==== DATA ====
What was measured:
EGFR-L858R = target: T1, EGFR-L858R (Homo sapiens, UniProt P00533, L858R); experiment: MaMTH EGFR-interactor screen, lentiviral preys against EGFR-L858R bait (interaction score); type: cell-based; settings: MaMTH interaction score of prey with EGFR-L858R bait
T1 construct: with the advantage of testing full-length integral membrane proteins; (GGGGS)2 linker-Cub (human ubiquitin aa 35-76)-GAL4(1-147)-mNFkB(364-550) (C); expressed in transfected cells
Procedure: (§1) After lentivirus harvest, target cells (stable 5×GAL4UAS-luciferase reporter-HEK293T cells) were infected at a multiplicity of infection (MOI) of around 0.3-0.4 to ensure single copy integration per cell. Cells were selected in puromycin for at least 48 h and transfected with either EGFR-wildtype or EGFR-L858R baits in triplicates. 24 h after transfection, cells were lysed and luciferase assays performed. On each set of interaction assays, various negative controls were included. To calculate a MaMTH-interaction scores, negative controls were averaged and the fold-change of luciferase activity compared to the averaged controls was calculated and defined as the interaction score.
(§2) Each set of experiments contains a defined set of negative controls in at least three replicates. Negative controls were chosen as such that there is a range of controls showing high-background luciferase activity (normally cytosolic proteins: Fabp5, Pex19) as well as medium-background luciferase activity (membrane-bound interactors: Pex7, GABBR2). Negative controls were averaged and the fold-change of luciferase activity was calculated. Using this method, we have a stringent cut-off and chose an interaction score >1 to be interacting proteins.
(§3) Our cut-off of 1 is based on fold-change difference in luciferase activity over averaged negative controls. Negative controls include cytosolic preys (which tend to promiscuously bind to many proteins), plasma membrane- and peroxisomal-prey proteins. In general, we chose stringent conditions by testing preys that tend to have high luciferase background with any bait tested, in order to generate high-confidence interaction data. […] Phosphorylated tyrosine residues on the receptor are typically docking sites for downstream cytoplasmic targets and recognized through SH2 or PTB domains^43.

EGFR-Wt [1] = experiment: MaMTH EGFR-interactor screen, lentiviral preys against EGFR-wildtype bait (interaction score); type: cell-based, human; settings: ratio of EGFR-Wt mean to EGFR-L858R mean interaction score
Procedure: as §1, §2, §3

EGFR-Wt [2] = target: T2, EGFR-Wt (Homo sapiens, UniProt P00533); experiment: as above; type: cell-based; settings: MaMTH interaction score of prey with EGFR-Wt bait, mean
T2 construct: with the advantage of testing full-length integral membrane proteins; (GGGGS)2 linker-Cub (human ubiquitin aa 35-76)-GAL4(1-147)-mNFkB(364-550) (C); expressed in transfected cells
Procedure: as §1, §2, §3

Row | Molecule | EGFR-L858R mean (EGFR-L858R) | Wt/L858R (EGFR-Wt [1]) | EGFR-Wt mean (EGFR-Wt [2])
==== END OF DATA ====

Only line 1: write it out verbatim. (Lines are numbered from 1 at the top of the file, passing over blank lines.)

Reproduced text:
What was measured: